The actors have their visas, the rehearsal room coffee is fairtrade and the roof leaks - it's pretty much ideal.
By way of a tiny intro to this blog, it will be my pleasure and, well, job to take you, the indifaticable reader, through the highs, the lows, the smiles and the miles of Dilemma of a Ghost.
Considering the effort and energy that's gone into to making it to this point, what with airmiles, embassies and several kilo of fufu consumed, it's rather incredible that eleven people found themselves sat in a circle at ten in the morning observing that greatest of first day traditions - having a nice cup of tea.
And by lunch the Ghanaian's were dancing. It gives me great pleasure to be able to officially state that there is nothing better for the digestion than watching Agnes Dapaah dancing as High Life music pours from the magical fingers of Osei Korankye.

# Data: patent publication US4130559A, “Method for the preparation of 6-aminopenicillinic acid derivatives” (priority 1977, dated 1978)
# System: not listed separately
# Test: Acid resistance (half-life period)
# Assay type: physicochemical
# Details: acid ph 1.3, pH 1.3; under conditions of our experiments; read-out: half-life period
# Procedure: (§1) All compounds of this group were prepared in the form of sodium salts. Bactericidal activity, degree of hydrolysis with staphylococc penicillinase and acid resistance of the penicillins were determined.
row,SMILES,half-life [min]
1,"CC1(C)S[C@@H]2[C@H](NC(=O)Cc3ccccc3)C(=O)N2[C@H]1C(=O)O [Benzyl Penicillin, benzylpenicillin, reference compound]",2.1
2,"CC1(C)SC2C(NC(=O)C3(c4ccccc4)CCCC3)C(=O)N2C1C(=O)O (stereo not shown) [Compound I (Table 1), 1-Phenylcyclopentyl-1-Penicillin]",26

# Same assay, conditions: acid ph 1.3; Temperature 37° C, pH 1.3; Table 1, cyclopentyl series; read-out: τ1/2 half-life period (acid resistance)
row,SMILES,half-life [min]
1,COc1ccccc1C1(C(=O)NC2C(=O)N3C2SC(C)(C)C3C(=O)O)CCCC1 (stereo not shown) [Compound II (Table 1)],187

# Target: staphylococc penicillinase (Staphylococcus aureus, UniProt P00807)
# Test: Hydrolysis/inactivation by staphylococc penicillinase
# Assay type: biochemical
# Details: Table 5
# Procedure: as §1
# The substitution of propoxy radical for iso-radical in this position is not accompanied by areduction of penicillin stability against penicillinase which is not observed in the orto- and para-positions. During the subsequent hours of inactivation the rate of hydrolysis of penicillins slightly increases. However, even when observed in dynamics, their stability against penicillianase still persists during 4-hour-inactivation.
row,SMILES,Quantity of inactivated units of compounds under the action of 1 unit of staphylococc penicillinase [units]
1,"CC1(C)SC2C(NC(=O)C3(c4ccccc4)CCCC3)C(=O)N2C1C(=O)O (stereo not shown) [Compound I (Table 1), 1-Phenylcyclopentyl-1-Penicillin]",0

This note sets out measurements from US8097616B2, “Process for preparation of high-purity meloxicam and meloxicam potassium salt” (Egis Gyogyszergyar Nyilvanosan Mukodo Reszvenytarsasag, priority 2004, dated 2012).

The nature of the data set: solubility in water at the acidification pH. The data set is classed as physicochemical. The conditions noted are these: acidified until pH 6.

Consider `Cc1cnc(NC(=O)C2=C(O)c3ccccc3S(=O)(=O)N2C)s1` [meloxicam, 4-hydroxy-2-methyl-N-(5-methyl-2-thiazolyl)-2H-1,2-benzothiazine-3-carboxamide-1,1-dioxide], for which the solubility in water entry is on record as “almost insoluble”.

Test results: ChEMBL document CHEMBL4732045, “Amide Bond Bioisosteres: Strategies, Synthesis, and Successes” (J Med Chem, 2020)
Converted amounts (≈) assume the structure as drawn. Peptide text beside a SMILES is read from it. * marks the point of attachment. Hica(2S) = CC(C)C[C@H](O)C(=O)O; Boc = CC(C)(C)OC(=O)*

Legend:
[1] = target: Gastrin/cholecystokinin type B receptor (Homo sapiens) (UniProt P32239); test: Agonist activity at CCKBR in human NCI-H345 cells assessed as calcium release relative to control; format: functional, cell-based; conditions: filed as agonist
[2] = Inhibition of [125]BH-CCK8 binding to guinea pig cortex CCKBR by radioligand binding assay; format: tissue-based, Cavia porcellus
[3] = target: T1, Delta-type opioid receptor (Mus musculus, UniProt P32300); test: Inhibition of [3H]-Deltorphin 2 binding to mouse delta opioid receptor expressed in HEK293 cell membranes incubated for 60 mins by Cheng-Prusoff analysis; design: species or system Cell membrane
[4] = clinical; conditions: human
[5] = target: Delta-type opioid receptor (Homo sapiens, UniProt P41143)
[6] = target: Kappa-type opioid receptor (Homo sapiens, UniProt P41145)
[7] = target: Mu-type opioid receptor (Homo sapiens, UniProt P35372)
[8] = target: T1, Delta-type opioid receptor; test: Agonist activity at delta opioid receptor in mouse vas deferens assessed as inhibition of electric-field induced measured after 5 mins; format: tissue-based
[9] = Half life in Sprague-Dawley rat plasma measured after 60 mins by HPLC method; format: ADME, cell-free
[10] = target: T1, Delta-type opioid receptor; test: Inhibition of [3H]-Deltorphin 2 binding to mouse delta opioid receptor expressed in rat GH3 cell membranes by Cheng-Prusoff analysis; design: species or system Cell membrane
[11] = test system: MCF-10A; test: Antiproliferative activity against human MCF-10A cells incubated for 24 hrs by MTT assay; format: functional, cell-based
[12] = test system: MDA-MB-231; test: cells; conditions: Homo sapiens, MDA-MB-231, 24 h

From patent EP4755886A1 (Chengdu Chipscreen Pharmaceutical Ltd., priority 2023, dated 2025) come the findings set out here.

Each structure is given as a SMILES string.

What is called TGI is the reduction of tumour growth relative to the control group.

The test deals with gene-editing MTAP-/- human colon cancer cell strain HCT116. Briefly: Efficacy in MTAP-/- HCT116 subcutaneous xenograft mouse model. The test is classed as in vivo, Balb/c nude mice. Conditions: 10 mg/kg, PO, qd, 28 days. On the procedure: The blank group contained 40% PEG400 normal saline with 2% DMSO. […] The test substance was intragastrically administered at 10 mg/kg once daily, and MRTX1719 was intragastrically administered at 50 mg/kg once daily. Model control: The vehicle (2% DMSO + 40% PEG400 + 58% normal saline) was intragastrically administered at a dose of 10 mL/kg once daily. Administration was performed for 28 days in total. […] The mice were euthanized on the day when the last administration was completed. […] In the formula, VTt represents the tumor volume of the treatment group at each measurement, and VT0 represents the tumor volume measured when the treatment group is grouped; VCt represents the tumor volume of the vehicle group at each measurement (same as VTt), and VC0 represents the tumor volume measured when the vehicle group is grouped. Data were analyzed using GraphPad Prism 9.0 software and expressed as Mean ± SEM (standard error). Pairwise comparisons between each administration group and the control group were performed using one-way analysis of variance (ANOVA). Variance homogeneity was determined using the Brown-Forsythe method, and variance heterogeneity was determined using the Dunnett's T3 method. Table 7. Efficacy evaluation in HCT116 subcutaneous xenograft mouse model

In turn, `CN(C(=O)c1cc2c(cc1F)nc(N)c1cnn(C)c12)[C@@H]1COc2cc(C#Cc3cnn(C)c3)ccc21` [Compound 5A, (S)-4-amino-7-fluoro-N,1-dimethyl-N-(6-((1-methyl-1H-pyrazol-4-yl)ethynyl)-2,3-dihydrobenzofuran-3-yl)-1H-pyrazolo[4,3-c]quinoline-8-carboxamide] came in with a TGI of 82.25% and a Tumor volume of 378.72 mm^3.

We even had a read through! And already the incredible talent in the room is obvious, it's very humbling to see people performing in a second language, particulaly when they do it better than most people do in their first. Aunty Ama is particulaly enigmatic - but then she did begin performing in Concert Parties in 1965 - so she's had plenty of practice.
One of the great things about this process is the challenges that have been taken on. From language barriers, to cultural differences to the sheer logistcal odyssey that has gotten us to the first day - and I hope that there are many more like it.